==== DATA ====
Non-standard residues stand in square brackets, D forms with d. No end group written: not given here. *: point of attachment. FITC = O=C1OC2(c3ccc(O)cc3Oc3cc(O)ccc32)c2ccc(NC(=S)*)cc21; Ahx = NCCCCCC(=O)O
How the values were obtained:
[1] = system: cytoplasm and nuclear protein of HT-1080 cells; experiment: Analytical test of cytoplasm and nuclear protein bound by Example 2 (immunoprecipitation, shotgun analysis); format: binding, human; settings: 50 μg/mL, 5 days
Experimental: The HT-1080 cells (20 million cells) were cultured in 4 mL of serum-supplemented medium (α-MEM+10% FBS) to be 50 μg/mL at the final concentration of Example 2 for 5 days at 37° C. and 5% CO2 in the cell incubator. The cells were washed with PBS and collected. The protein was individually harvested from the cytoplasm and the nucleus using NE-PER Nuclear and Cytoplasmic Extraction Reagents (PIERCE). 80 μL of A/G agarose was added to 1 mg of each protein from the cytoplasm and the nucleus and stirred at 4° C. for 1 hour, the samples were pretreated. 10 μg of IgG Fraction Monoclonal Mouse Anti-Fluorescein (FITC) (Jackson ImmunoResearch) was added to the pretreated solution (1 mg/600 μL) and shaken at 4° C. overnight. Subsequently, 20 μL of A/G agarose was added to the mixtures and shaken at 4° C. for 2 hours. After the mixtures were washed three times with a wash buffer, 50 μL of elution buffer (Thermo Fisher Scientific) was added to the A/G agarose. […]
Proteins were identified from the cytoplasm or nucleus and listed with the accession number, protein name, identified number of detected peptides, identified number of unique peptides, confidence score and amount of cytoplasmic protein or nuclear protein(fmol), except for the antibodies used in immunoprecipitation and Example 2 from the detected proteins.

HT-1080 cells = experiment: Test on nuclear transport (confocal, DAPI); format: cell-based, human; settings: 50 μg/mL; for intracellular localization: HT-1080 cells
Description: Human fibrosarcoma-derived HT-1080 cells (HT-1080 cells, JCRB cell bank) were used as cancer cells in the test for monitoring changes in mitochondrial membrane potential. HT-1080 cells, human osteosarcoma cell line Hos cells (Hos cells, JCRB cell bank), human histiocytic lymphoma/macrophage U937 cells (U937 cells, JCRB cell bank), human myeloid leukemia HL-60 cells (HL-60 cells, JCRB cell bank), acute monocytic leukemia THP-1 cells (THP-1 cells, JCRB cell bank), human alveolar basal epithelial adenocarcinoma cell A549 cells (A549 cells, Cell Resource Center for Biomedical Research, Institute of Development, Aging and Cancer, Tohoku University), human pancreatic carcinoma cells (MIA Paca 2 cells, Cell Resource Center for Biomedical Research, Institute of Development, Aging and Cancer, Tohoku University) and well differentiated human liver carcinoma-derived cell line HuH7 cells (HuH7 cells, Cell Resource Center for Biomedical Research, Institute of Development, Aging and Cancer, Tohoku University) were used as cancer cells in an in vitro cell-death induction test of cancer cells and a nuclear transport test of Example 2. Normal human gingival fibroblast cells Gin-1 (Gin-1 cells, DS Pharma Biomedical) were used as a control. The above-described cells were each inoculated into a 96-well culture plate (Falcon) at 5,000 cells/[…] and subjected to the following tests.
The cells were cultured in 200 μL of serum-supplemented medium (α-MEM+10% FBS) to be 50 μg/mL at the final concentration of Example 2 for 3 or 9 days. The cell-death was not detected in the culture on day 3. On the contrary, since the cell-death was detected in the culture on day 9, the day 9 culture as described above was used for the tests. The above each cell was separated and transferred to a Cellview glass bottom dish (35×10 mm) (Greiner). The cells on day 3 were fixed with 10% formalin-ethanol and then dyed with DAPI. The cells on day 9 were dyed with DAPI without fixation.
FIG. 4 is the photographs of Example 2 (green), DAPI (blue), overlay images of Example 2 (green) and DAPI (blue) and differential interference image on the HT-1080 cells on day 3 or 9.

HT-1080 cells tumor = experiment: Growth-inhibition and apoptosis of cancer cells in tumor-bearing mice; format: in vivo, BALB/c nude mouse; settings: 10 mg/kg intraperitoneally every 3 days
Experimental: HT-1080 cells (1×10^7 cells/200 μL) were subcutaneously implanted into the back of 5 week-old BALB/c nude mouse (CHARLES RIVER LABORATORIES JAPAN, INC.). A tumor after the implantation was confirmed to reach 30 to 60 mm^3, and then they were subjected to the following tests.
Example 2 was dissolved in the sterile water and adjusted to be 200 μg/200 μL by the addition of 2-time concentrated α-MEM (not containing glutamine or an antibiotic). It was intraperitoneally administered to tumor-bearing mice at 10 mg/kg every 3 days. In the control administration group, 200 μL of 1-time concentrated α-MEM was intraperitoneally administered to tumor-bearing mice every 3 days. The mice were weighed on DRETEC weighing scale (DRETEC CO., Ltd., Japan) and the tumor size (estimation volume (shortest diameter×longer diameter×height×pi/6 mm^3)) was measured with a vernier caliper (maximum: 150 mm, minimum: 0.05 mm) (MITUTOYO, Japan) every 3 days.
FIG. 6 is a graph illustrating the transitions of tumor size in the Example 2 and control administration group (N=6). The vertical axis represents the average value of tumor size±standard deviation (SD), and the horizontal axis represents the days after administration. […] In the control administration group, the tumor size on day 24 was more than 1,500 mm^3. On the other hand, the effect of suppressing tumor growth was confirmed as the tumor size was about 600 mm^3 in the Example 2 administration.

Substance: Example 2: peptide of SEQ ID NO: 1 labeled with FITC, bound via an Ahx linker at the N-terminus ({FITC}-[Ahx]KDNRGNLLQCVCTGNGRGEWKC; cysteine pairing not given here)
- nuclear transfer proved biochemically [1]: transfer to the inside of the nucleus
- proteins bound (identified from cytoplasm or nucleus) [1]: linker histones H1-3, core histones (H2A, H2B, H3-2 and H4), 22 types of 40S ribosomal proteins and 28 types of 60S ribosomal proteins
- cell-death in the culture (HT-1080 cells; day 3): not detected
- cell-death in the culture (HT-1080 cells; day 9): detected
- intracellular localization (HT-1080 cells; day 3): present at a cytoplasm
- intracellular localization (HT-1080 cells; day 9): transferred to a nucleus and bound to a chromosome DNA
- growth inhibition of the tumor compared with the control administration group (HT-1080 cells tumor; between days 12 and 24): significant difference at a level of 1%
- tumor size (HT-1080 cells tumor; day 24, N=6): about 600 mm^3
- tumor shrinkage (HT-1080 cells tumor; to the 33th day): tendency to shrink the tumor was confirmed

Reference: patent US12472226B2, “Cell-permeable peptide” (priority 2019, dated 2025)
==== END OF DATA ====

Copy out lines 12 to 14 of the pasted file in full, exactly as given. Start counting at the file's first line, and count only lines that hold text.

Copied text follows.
Example 2 was dissolved in the sterile water and adjusted to be 200 μg/200 μL by the addition of 2-time concentrated α-MEM (not containing glutamine or an antibiotic). It was intraperitoneally administered to tumor-bearing mice at 10 mg/kg every 3 days. In the control administration group, 200 μL of 1-time concentrated α-MEM was intraperitoneally administered to tumor-bearing mice every 3 days. The mice were weighed on DRETEC weighing scale (DRETEC CO., Ltd., Japan) and the tumor size (estimation volume (shortest diameter×longer diameter×height×pi/6 mm^3)) was measured with a vernier caliper (maximum: 150 mm, minimum: 0.05 mm) (MITUTOYO, Japan) every 3 days.
FIG. 6 is a graph illustrating the transitions of tumor size in the Example 2 and control administration group (N=6). The vertical axis represents the average value of tumor size±standard deviation (SD), and the horizontal axis represents the days after administration. […] In the control administration group, the tumor size on day 24 was more than 1,500 mm^3. On the other hand, the effect of suppressing tumor growth was confirmed as the tumor size was about 600 mm^3 in the Example 2 administration.

Substance: Example 2: peptide of SEQ ID NO: 1 labeled with FITC, bound via an Ahx linker at the N-terminus ({FITC}-[Ahx]KDNRGNLLQCVCTGNGRGEWKC; cysteine pairing not given here)